F. Federalism (E.O. 13132)

Under the criteria in section 1 of Executive Order 13132, this proposed rule does not have sufficient federalism implications to warrant the preparation of a federalism summary impact statement. A federalism summary impact statement is not required.

G. Civil Justice Reform (E.O. 12988)

This proposed rule complies with the requirements of Executive Order 12988. Specifically, this rule:

(a) Meets the criteria of section 3(a) requiring that all regulations be reviewed to eliminate errors and ambiguity and be written to minimize litigation; and

(b) Meets the criteria of section 3(b)(2) requiring that all regulations be written in clear language and contain clear legal standards.Start Printed Page 65322

H. Consultation With Indian Tribes (E.O. 13175)

The Department of the Interior strives to strengthen its government-to-government relationship with Indian tribes through a commitment to consultation with Indian tribes and recognition of their right to self-governance and tribal sovereignty. We have evaluated this proposed rule under the Department's consultation policy and under the criteria in Executive Order 13175 and have identified substantial direct effects on federally recognized Indian tribes that will result from this rulemaking. Tribes may be substantially and directly affected by this rulemaking because it allows for the submission of appraisals for transactions involving Indian property without Departmental review and approval. As such, the Department is consulting with tribes on this proposed rule as part of the consultation sessions addressing ITARA.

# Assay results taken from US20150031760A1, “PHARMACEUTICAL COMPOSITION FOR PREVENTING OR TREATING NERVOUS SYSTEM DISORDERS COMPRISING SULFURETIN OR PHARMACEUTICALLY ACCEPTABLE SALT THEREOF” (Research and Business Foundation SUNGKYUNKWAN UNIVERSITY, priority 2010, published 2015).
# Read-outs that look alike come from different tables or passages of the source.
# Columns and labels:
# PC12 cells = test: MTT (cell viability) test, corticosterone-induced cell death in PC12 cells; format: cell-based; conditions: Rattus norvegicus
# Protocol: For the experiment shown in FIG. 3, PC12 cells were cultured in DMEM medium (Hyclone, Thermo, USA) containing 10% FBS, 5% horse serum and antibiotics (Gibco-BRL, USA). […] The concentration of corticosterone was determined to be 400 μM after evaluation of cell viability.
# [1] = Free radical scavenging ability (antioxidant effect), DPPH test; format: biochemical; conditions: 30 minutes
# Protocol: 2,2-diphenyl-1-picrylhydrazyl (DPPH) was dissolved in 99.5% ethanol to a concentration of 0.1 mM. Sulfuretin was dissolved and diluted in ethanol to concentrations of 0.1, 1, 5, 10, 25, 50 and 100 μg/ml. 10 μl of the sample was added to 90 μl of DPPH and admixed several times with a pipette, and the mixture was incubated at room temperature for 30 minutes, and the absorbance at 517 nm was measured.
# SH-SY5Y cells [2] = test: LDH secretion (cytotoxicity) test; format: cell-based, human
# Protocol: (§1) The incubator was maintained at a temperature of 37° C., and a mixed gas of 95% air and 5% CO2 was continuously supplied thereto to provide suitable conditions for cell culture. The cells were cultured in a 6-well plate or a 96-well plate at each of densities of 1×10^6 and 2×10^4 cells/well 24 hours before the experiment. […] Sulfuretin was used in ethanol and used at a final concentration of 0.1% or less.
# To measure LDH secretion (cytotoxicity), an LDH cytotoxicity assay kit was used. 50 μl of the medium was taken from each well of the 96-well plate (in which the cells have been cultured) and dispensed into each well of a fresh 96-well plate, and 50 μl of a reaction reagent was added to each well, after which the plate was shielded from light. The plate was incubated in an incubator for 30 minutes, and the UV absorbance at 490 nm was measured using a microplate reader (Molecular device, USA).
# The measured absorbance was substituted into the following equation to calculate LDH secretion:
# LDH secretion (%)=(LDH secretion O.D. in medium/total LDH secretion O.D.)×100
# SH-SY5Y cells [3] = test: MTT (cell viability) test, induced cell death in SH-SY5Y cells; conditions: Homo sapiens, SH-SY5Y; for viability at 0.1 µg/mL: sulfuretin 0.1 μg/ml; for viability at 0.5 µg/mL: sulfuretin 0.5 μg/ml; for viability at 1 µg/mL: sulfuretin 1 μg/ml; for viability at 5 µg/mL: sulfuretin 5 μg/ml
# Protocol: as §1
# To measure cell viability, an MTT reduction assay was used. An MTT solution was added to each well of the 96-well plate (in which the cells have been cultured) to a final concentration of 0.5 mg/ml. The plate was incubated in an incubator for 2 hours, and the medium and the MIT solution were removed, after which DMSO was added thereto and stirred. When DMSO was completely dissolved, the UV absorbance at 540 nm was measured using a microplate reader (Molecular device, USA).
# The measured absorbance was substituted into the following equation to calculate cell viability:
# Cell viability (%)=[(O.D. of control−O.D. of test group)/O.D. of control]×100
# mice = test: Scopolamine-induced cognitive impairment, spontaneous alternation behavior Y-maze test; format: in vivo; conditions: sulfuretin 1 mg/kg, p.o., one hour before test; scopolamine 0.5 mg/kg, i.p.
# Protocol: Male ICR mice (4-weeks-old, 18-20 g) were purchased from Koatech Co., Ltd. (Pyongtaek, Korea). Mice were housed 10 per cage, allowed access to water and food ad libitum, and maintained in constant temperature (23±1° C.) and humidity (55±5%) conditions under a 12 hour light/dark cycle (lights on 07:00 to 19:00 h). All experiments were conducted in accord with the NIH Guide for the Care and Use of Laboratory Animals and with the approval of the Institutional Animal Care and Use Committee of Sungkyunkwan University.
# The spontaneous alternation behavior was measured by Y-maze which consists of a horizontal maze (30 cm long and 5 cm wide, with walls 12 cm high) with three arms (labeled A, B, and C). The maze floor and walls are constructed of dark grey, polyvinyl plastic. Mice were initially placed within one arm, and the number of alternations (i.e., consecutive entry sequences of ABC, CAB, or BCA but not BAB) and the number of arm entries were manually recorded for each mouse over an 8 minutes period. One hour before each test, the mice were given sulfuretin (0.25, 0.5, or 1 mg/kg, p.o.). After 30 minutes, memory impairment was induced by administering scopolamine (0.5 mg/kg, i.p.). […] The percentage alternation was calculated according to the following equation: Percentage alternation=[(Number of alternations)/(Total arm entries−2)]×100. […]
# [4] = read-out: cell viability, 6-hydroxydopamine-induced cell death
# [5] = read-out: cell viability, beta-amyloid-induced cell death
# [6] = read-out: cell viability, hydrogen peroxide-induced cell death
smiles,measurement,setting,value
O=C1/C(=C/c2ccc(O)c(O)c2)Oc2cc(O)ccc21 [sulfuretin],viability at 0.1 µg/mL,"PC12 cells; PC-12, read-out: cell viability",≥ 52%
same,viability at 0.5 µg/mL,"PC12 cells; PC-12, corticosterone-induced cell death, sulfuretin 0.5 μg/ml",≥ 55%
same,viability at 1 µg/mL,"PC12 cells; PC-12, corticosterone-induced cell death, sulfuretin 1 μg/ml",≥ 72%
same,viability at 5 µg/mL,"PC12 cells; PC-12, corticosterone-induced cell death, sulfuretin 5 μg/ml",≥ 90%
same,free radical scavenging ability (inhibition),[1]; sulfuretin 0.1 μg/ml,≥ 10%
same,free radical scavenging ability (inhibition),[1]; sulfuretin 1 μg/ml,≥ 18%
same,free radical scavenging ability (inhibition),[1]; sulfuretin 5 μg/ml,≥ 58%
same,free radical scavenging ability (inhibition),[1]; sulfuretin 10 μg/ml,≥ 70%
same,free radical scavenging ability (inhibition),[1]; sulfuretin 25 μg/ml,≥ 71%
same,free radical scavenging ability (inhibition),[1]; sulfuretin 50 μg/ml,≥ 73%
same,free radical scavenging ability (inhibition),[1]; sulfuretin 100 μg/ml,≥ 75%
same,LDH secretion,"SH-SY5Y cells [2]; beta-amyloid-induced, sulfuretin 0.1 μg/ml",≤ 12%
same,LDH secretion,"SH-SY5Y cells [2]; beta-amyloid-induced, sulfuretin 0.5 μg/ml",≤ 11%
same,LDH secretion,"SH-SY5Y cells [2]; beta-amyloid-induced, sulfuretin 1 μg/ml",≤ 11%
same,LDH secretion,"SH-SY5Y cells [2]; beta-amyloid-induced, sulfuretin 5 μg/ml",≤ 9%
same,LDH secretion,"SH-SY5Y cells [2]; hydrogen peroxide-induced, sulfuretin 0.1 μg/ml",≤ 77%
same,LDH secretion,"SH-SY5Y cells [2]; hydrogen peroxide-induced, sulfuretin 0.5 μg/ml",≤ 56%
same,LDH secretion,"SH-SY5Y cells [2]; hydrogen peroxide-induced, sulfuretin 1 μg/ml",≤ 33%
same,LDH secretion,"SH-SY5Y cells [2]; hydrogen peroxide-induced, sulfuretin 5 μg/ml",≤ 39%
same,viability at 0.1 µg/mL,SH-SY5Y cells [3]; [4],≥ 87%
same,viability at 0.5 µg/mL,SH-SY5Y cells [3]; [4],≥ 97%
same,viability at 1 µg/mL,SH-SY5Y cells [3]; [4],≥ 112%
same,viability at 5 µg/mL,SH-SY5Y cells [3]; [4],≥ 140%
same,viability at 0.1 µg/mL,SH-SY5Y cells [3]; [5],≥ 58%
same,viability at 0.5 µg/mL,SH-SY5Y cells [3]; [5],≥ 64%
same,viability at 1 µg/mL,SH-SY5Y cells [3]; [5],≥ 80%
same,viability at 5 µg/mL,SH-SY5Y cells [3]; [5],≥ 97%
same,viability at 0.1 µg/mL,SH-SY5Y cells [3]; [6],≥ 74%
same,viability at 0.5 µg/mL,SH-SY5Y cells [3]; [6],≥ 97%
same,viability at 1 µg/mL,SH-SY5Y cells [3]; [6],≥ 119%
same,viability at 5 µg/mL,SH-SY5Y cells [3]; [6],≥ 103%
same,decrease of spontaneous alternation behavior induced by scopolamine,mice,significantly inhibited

I. Paperwork Reduction Act

This proposed rule contains an information collection that requires approval by OMB. The Department is seeking approval of a new information collection and a revision to an existing regulation, as follows.

OMB Control Number: 1076—NEW.

Title: Appraisals & Valuations of Indian Property, 43 CFR 100.

Brief Description of Collection: The Department is proposing to establish minimum qualifications for appraisers of Indian property that require the submission of the appraiser's qualifications to the Department for verification. Submission of the appraisal or valuation itself is already authorized by other OMB Control Numbers under the associated 43 CFR or 25 CFR part (for example, the submission of appraisals for leasing of Indian land is included in the lease information collection authorized by OMB Control Number 1076-0181).